A series of sandy beaches stretches for four kilometres north of Port Olímpic. Split into different named sections (Nova Icària, Bogatell etc), which boast showers, playgrounds and open-air café-bars, it’s a pretty extraordinary holiday resource to find so close to a city centre. It can feel like you’re in a resort area as well as one of the world’s most stylish cities – a perfect package. A sunny day, even in winter, brings the locals out in force, and the sands are regularly swept and replenished. Check out some of our favourite beaches in Barcelona.
If the idea of stretching out on a towel or lounging at a chiringuito doesn’t float your boat, there’s no shortage of more active things to do from the beach area in Barcelona. Want a small exertion? Challenge your companions to a ping-pong game. Looking for a full-on thrill? Try parasailing! In between these extremes, you can work out on free outdoor gym equipment, hire a bicycle for a promenade ride, or simply go for a swim. If you don’t fancy hitting the waves, Club Natació Barcelona is a beachside pool lined with loungers.
Beyond the Olympic Port, a line of metal poles follow a path inland to El Poblenou district, once known as the ‘Manchester of Catalonia’ for its textile production. Today the factories have been replaced by design studios, craft breweries, pop-up concept stores and start-up offices, as well as stylish new apartments, making this one of the most up-and-coming spots in the city. The area’s gentrification continues as you head north and west to meet Avinguda Diagonal.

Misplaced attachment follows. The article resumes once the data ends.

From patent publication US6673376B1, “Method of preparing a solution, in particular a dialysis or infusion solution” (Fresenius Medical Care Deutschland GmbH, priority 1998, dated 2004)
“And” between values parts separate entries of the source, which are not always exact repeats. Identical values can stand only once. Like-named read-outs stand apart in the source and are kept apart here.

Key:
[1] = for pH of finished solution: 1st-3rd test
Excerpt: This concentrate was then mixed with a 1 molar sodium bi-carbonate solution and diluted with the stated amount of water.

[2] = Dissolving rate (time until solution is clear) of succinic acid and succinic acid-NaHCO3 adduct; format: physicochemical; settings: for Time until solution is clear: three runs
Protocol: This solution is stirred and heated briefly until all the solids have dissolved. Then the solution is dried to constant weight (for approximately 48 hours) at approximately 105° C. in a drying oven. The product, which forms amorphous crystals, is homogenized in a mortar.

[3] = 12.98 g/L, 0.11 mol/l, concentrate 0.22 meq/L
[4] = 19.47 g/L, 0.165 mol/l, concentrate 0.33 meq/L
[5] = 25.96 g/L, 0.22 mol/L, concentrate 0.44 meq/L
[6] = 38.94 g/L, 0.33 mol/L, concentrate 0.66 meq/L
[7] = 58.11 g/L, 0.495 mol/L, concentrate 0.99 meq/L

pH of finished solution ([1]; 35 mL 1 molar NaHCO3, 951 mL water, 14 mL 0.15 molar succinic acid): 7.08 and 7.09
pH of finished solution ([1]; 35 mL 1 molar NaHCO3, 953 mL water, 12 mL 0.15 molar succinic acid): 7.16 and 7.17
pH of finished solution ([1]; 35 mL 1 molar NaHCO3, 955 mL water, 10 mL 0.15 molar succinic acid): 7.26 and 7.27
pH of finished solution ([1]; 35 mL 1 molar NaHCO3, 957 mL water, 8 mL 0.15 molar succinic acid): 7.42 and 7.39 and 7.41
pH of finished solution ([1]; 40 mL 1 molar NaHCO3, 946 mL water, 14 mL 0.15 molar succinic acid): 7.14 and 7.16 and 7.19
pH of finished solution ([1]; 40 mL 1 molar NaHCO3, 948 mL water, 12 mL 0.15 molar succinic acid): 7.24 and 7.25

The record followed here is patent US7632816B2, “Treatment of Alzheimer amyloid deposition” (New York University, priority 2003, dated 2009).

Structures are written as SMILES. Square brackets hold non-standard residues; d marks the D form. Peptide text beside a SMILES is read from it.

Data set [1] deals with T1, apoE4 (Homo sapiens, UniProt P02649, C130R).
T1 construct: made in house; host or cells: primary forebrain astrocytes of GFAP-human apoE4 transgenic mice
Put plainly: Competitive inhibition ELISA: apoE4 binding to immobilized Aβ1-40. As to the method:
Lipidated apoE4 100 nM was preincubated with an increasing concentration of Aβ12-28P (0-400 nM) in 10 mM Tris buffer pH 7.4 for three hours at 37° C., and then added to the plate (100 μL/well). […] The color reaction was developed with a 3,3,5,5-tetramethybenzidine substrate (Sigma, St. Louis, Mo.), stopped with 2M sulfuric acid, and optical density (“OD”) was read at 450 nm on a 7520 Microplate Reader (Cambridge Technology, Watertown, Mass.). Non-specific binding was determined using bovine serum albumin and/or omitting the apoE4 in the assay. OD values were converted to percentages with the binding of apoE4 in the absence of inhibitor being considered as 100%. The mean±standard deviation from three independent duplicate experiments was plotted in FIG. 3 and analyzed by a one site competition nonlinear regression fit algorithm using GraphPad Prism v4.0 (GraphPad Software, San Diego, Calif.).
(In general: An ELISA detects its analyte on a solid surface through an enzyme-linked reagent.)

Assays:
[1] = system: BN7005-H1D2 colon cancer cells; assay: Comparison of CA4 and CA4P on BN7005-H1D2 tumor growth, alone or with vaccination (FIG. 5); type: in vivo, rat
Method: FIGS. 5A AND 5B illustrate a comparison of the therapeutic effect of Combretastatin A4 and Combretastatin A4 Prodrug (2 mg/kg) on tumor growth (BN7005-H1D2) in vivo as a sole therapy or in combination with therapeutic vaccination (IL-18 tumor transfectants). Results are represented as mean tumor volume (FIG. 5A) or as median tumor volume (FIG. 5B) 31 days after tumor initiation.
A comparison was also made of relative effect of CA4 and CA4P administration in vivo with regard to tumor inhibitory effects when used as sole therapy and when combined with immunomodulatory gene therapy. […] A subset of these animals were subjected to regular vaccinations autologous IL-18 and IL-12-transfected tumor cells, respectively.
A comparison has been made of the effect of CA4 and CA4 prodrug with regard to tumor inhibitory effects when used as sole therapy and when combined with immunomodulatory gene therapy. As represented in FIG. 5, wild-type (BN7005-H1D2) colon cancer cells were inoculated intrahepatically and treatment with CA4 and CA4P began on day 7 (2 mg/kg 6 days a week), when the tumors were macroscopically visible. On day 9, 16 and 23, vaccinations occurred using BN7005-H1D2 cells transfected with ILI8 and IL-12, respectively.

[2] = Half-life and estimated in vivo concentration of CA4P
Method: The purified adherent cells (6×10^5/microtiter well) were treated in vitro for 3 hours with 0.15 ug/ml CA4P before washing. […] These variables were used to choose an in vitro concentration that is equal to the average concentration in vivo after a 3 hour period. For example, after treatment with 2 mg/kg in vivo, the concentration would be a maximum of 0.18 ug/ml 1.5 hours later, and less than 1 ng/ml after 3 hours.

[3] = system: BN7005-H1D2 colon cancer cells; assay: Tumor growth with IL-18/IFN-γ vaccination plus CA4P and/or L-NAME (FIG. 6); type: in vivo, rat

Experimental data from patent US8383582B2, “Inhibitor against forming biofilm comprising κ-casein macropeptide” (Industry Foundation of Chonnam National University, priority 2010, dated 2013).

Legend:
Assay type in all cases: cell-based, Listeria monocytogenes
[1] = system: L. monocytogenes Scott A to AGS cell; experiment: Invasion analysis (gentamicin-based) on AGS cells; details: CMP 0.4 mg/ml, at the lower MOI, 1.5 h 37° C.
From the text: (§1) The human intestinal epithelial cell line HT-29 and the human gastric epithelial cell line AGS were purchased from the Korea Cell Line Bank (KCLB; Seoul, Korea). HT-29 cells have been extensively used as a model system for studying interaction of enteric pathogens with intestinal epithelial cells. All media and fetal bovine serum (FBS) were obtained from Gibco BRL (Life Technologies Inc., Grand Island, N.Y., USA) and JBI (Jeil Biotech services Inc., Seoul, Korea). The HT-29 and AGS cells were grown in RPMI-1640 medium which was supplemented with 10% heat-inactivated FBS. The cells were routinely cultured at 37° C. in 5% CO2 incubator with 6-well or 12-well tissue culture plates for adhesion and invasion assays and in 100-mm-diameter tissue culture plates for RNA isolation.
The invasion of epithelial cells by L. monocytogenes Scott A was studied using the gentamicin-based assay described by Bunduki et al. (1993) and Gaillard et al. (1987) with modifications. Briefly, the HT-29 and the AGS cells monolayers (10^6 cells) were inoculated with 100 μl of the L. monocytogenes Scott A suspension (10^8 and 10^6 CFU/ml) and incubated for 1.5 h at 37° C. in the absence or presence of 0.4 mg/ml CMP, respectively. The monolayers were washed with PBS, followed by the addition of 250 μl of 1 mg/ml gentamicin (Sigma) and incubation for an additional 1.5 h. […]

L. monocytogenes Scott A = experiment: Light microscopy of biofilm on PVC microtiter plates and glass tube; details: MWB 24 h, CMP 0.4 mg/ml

While you're in the area, the Museu del Disseny is definitely worth a visit if you're a design enthusiast. Regular exhibitions take place and permanent collections include fashion, textiles, product design and decorative arts.
Lodged between the Olympic Village and La Ribera is Parc de la Ciutadella, the city’s largest park. This was the site of the 1888 World Exposition.This popular park is always a relaxing refuge from the intensity of the city’s streets. It’s a lovely place,with a lake where rowing boats can be hired, and shady benches beneath towering trees where parakeets have taken control. The large baroque fountain, La Cascada, was designed by Josep Fontseré, whose assistant was a young architecture student named Antoni Gaudí. In the Plaça d’Armes is the Parlament de Catalunya. The autonomous government debates the issues of the day in a handsome building.